Presenting the “Weather Girls” (a.k.a. One-Hit Wonder) Retreat
It’s the day after the company retreat, and there’s a buzz in the air. Everywhere you look, people are engrossed in lively conversations.
“I can’t believe I finally got up the nerve to ride the zip line.”
“I don’t think I’ve ever laughed so hard as I did watching our CEO’s karaoke rendition of ‘Somewhere Over the Rainbow’!
“We’re going to have to recruit more muscle for the sales team so we can reclaim the Tug of War trophy at next years’ event.”
What’s wrong with this picture?
There’s lots of engagement and excitement but none of the energy is directed towards the objectives of your organization or delivering outstanding value to your customers.
We call this the “Engagement Without Objectives” scenario.
Now for the “Never Even Made It Onto the Charts” Retreat
It’s the day after the company retreat, and it feel like all the air has been sucked out of the room. On each desk; a fresh, 3-ring binder filled with sales figures, Gantt charts, projections, market surveys, customer surveys, employee surveys and a printout of the 247-slide PowerPoint deck presentation that was the highlight of the retreat. Goals, metrics, and performance criteria have all been carefully spelled out, and now it’s time to deliver.
Despite the CEO’s half-hearted end-of-the-day attempt at motivation (when most people would rather be sitting on a bar stool sipping a margarita), no one really has any sense of how they’re going to get from here to there.
We call this the “Objectives without Engagement” scenario.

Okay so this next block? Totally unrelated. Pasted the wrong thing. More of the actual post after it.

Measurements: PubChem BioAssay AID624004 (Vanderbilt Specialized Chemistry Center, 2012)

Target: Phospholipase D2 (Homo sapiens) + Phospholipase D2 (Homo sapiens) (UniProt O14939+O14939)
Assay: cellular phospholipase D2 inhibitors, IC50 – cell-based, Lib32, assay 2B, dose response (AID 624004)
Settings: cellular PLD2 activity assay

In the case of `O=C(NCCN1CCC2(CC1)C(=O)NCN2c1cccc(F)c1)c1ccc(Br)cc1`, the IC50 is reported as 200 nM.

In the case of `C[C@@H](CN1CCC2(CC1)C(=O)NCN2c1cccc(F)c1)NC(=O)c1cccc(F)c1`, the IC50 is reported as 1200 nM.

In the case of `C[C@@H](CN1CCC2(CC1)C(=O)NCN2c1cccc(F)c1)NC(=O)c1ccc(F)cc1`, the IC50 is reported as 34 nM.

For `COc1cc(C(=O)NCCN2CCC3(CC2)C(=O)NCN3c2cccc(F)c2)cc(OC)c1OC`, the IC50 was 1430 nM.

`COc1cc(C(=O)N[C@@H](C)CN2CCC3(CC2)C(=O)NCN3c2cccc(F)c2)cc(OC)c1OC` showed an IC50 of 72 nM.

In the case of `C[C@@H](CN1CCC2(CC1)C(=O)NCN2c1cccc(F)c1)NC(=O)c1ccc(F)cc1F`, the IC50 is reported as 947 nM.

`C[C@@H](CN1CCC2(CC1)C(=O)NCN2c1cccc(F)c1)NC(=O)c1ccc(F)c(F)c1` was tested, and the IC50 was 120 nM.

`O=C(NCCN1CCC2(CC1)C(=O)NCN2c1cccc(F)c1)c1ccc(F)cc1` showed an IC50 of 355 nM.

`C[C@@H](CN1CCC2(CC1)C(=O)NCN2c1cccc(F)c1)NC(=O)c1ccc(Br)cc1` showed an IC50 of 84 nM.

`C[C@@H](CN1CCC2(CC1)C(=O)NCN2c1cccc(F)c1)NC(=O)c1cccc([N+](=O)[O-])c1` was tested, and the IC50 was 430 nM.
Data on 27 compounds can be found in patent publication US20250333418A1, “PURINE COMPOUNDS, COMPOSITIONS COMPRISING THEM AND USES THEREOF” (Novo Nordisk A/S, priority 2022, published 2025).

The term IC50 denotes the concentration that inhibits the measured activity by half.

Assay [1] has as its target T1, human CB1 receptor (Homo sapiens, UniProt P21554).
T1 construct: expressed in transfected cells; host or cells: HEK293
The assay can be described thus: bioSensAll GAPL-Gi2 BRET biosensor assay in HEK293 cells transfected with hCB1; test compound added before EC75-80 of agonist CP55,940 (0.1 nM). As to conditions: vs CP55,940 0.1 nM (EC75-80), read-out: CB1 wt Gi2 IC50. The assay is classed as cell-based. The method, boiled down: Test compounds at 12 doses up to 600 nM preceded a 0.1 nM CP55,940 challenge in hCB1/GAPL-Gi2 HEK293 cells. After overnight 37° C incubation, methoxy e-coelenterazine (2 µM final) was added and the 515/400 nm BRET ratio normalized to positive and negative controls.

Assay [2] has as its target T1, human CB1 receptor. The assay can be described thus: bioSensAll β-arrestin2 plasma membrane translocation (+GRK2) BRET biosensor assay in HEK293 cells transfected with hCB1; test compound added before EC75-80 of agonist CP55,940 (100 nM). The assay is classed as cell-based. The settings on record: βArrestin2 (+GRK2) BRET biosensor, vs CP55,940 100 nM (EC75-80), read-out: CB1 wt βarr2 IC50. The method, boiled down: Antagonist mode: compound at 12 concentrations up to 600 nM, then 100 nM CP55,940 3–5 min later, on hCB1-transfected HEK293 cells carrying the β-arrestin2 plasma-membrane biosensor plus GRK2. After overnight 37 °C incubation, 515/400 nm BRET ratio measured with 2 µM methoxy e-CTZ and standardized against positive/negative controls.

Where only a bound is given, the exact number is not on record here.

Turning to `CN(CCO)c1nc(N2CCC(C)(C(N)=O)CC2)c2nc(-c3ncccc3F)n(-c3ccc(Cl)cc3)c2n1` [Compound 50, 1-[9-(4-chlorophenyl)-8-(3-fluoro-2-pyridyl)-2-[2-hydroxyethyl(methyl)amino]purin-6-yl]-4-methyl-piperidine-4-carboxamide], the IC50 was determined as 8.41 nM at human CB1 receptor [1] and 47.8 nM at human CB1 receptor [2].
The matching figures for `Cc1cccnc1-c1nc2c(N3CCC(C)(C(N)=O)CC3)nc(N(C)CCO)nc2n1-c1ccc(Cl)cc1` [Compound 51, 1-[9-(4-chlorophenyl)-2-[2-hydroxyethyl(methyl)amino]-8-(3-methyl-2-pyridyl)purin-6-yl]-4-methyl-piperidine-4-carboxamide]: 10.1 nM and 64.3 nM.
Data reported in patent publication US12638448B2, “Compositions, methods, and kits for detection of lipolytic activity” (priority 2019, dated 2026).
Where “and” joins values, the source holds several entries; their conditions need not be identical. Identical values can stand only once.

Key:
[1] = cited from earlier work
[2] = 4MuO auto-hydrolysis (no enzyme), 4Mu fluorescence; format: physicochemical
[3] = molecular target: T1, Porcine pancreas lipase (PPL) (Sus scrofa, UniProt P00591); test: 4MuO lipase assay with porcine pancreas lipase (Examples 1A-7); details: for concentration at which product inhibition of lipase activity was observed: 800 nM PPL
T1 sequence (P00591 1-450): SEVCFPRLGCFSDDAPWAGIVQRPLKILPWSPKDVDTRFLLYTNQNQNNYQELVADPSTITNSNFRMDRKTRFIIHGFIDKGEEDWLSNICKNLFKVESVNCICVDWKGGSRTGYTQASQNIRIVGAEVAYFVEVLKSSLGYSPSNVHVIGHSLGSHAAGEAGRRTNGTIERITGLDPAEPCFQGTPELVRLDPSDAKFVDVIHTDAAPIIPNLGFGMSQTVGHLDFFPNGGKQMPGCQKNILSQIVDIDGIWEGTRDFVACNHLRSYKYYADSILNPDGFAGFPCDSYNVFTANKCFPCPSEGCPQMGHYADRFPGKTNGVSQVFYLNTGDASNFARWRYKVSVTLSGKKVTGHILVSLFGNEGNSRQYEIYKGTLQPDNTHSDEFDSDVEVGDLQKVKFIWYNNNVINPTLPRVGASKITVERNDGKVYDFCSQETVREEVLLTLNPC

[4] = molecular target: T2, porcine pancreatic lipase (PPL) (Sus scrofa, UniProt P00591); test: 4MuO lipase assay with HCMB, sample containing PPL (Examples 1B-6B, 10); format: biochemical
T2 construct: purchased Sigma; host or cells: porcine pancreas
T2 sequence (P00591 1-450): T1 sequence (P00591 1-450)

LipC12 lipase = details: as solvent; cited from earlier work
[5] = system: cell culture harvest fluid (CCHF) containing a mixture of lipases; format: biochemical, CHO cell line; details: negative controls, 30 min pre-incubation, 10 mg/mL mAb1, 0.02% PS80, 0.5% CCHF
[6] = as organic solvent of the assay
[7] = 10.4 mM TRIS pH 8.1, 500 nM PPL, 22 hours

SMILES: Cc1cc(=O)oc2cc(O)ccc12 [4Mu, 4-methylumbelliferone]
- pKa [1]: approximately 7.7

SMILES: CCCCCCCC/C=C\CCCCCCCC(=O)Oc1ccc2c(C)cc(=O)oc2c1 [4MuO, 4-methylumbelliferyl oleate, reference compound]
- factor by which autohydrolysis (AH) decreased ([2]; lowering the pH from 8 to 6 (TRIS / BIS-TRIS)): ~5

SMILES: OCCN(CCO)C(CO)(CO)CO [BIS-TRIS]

What’s the alternative? How can we create an event that is interactive, energizing and memorable, and at the same time creates sustainable change tied directly to your mission, vision and objectives?
Introducing the “Aretha Franklin” (a.k.a. Lifetime Achievement Award) Retreat
Step 1 – Identify the Challenge (The Framework)
What is one significant challenge or opportunity facing your organization today? Perhaps you’ve become so process heavy people feel strangled and there’s no room for improvement. Or you’ve become siloed and there’s a lack of cross-functional collaboration. Or perhaps you’ve become complacent and you’d like to create a culture of creativity. Once identified, that challenge becomes the framework for the retreat.
Step 2 – Know Your “Why”
Clarify why this challenge is important. Why does it matter if you adopt a program of continual improvement, or if the sales team and the operations team are collaborating to create an outstanding customer experience? Why are creativity and innovation critical components of your competitive advantage? Be prepared to communicate your why in a clear and compelling way when you come together.
Step 3 – Identify Your Learning Objectives and Outcomes
Ask yourself: if this event were wildly successful, at the end of the day, what would be different? What would people have learned? What would they start doing that they’re not doing now, or what would they stop doing that isn’t working anymore?
Step 4 – Follow Up
It’s relatively easy to do things differently when you’re away from the office in a controlled environment set up to encourage alternative ways of interacting. It’s a different animal under the pressures of the workplace. To keep the momentum going, follow up is crucial. Let the group design what needs to happen next, set actionable goals and identify how they can take ownership of their piece of the puzzle.
Step 5 – Track Your Success
Devise ways to track success. Keep tabs on what’s working and what’s not and use the information to inform your next effort.
Step 6 – Hire a Professional
Design and delivery of training and development programs is an art and a science. Given the time and money you’re investing in the day; don’t skimp on the one piece that translates to return on investment: program design and facilitation. To insure your next event not only rises to the top of the charts, but becomes part of a long and illustrious development culture, give us a call. Click the Contact Us button.
We’re here and ready to assist.